Also, please be aware that just because one site is showing errors, it isn’t necessarily the problematic one (of the sites that are on your same FTP/shell user). For instance, if Site A is using 90% of your allotted memory usage, and then Site B attempts to use an additional 15%, Site B will be 5% over and will get it’s script killed. I’d also recommend looking into any 3rd party plugins you may be running, especially if you happen to be running WordPress installs as they can be notoriously poor at memory management. These may help out: http://wiki.dreamhost.com/Poor_performance http://wiki.dreamhost.com/WordPress_Optimization
Lastly, you may want to look into Dreamhost VPS, as you will be able to raise your memory limits to whatever limit you’d like: http://dreamhost.com/servers/vps/ If you have any questions on the specifics, please feel free to reply and ask. Bringing down your memory usage would obviously be ideal in your situation, but we would be happy to upgrade you as well, if desired! Just let us know.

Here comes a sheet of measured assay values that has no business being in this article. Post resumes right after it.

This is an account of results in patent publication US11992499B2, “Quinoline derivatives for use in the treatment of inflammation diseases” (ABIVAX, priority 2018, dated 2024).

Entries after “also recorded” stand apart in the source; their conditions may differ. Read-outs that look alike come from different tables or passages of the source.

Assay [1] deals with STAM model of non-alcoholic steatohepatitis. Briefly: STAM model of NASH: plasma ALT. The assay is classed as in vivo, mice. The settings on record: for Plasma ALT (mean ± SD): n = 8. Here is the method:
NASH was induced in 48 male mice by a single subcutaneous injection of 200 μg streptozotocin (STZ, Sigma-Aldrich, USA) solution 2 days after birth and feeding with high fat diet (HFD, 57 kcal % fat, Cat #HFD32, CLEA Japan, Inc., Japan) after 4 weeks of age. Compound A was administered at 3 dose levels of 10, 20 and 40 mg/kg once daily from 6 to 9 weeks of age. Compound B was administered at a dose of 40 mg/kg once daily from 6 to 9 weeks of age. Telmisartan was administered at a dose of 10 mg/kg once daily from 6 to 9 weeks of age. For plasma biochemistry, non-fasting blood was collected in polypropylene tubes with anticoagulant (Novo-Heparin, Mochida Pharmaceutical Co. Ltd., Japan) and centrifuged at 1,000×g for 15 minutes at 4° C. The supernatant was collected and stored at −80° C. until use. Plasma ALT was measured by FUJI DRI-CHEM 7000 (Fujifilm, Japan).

So, deconstructing this, Dreamhost is telling me they don’t give me enough resources to run two small WP sites, even though the account limits allow up to 5 instances. But they’d be HAPPY! to sell sell sell if I want to shell out $$$ for more space. Uhm, no. I responded:
What are my memory limits? What is reasonable memory performance for wordpress installs?
I’m running two wordpress installs and a static site: hackyourclothes.com, jennigma.net, and frobnotzsoftware.com. HYC reports ~30Mb usage with all plug-ins off, and ~45Mb with my current configuration. jennigma is similar at 25/41 Mb for all off/current config. frobnotz is a static site with 5 or so pages; I have to assume its memory footprint is in the noise.
>These numbers seem reasonable to me. Am I missing something? Are your limits seriously that low?